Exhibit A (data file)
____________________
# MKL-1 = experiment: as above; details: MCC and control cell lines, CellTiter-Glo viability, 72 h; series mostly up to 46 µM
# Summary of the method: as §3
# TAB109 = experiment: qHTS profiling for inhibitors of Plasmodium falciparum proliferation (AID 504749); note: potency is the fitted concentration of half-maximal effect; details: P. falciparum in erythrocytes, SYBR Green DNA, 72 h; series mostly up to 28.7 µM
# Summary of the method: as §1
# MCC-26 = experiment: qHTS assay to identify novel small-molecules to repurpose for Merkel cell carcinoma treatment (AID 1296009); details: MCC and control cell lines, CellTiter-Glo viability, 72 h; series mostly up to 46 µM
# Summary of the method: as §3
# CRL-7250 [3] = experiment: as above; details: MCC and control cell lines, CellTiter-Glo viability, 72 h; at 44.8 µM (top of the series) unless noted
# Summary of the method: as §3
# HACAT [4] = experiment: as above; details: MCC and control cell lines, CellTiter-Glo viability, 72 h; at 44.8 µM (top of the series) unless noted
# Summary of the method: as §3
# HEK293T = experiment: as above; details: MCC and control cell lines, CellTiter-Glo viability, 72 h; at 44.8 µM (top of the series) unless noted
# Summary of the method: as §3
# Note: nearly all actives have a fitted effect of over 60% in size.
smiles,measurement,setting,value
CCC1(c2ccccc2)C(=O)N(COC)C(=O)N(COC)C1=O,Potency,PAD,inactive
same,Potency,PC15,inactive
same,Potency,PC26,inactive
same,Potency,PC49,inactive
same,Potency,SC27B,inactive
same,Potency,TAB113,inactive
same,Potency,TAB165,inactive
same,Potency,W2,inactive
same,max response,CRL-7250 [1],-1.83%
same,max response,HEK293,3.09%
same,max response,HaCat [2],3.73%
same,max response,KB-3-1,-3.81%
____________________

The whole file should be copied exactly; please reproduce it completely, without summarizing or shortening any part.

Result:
# MKL-1 = experiment: as above; details: MCC and control cell lines, CellTiter-Glo viability, 72 h; series mostly up to 46 µM
# Summary of the method: as §3
# TAB109 = experiment: qHTS profiling for inhibitors of Plasmodium falciparum proliferation (AID 504749); note: potency is the fitted concentration of half-maximal effect; details: P. falciparum in erythrocytes, SYBR Green DNA, 72 h; series mostly up to 28.7 µM
# Summary of the method: as §1
# MCC-26 = experiment: qHTS assay to identify novel small-molecules to repurpose for Merkel cell carcinoma treatment (AID 1296009); details: MCC and control cell lines, CellTiter-Glo viability, 72 h; series mostly up to 46 µM
# Summary of the method: as §3
# CRL-7250 [3] = experiment: as above; details: MCC and control cell lines, CellTiter-Glo viability, 72 h; at 44.8 µM (top of the series) unless noted
# Summary of the method: as §3
# HACAT [4] = experiment: as above; details: MCC and control cell lines, CellTiter-Glo viability, 72 h; at 44.8 µM (top of the series) unless noted
# Summary of the method: as §3
# HEK293T = experiment: as above; details: MCC and control cell lines, CellTiter-Glo viability, 72 h; at 44.8 µM (top of the series) unless noted
# Summary of the method: as §3
# Note: nearly all actives have a fitted effect of over 60% in size.
smiles,measurement,setting,value
CCC1(c2ccccc2)C(=O)N(COC)C(=O)N(COC)C1=O,Potency,PAD,inactive
same,Potency,PC15,inactive
same,Potency,PC26,inactive
same,Potency,PC49,inactive
same,Potency,SC27B,inactive
same,Potency,TAB113,inactive
same,Potency,TAB165,inactive
same,Potency,W2,inactive
same,max response,CRL-7250 [1],-1.83%
same,max response,HEK293,3.09%
same,max response,HaCat [2],3.73%
same,max response,KB-3-1,-3.81%